## Default value: {must be provided by the installer}
      secretSeed: YOUR-SECRET-HERE
  2. Use helm to install Deep Security Smart Check with your site-specific settings:

    helm install \
      --values overrides.yaml \
      deepsecurity-smartcheck \

Experienced helm users will note that we are using deepsecurity-smartcheck as the helm release name in these examples. There is no requirement to use this release name.

Note: This installs Deep Security Smart Check with an in-cluster database, which requires a persistent volume. Your cluster must support creating persistent volumes to work with the in-cluster database. See Use an external database to learn how to use an external database with Deep Security Smart Check.

Connecting to Deep Security Smart Check

The install process will display instructions for obtaining the initial username and password and for connecting to Deep Security Smart Check.

Upgrading Deep Security Smart Check

To upgrade an existing installation of Deep Security Smart Check in the default Kubernetes namespace to the latest version:

helm upgrade \
  --values overrides.yaml \
  deepsecurity-smartcheck \

Uninstalling Deep Security Smart Check

You can delete all of the resources created for Deep Security Smart Check by running helm delete:

helm delete deepsecurity-smartcheck

Use the helm list command to list installed releases.

helm delete is a destructive command and will delete all of the Deep Security Smart Check resources. If you are not using an external database, you will also lose all database contents without further confirmation.


Advanced topics

Installing a specific version of Deep Security Smart Check

If you want to install a specific version of Deep Security Smart Check, you can use the archive link for the tagged release. For example, to install Deep Security Smart Check 1.2.75, you can run:

helm install \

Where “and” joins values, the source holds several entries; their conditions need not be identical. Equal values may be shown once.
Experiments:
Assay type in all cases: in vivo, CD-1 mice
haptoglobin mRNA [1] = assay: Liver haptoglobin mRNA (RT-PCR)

--values overrides.yaml \
  deepsecurity-smartcheck \

Using an alternate Kubernetes namespace

To install Deep Security Smart Check into an existing Kubernetes namespace that's different from the current namespace, use the --namespace parameter in the helm install command:

helm install \
  --namespace {namespace} \
  --values overrides.yaml \
  deepsecurity-smartcheck \

Overriding configuration defaults

Helm uses a file called values.yaml to set configuration defaults. You can find detailed documentation for each of the configuration options in this file.

As described above, you can override the defaults in this file by creating an overrides.yaml file and providing the location of this file on the command line:

helm install \
  --values overrides.yaml \
  deepsecurity-smartcheck \

If you create a file to override the values, make sure to copy the structure from the chart's values.yaml file. You only need to provide the values that you are overriding.


What role does my Google Cloud Platform service account need in order for Deep Security Smart Check to work with Google Container Registry?

The service account must have at least the StorageObjectViewer role.

Internal network failures

If you are see errors from the auth service like:

request canceled while waiting for connection

the issue may be caused by a common Kubernetes installation issue where pods cannot talk to themselves using a Kubernetes service.

If you are using Google Kubernetes Engine, first ensure that network policy is enabled on your cluster.